Development of a method for detection of human rotavirus in water and sewage

E. M. Smith, C. P. Gerba

Research output: Contribution to journalArticlepeer-review

68 Scopus citations


The simian rotavirus SA11 was used to develop a simple, reliable, and efficient method to concentrate rotavirus from tap water, treated sewage, and raw sewage by absorption to and elution from Filterite fiberglass-epoxy filters. SA11 adsorbed optimally to Filterite filters from water containing 0.5 mM AlCl3 at pH 3.5. Filterbound virus was eluted with 0.05 M glycine-NaOH supplemented with 10% tryptose phosphate broth at pH 10. SA11 was quantitated by plaque assay, whereas human rotavirus was detected by immunofluorescence. The method was applied to detect rotavirus in raw and treated sewage at two Houston, Tex., sewage treatment plants. The sewage isolates were identified as rotavirus, probably a human strain, based on several criteria. The sewage isolates were detectable by an immunofluorescence test, using anti-SA11 serum which would detect the simian, human, bovine, and porcine rotaviruses. No reaction was noted by immunofluorescence with the reoviruses or several common enteroviruses. The sewage isolates were neutralized by convalescent sera from a human adult and infant who had been infected by rotavirus as well as by a hyperimmune serum prepared in guinea pigs against purified human rotavirus. Preimmune or preillness sera did not react with the isolates by neutralization or immunofluorescence. The natural isolates were sensitive to pH 11 and other inactivating agents, similar to SA11. The buoyant density of the sewage isolates in CsCl gradients was 1.36 g/cm3, which is the value usually reported for complete, infectious rotavirus particles. The double-shelled particle diameter was 67.1 ± 2.4 nm. Finally, electron micrographs of cell lysates inoculated with the sewage isolate showed particles displaying characteristic rotavirus morphology.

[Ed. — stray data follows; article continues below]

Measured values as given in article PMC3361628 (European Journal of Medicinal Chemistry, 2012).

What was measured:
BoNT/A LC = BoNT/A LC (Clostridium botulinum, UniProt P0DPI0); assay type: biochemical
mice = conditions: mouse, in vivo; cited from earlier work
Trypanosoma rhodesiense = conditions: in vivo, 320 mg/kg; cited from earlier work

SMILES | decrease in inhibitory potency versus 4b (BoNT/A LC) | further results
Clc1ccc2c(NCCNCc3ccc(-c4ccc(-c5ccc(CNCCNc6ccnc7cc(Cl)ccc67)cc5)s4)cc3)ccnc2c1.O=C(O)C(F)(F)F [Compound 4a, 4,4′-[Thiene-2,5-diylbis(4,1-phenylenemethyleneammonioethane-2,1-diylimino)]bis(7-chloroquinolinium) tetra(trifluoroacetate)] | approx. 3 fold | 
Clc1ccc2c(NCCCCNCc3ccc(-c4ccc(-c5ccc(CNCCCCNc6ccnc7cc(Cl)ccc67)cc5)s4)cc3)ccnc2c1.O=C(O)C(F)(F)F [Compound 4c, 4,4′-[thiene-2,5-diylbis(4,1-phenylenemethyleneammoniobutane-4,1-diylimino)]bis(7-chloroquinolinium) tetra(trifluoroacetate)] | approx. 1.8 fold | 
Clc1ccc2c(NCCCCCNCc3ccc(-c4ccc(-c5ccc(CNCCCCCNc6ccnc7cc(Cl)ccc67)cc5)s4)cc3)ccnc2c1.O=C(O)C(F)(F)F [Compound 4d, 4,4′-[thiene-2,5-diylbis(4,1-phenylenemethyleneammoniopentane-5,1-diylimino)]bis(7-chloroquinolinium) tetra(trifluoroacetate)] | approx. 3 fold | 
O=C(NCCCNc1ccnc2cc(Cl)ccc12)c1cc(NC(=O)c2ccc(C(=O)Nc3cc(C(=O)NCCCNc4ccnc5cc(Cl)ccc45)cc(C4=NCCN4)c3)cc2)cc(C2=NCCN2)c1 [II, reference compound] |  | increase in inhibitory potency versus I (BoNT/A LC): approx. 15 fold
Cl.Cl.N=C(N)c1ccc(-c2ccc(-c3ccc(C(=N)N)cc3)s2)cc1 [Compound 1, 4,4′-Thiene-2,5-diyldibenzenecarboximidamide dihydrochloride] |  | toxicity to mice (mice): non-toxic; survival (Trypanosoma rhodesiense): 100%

Original languageEnglish (US)
Pages (from-to)1440-1450
Number of pages11
JournalApplied and environmental microbiology
Issue number6
StatePublished - 1982

ASJC Scopus subject areas

  • Biotechnology
  • Food Science
  • Applied Microbiology and Biotechnology
  • Ecology


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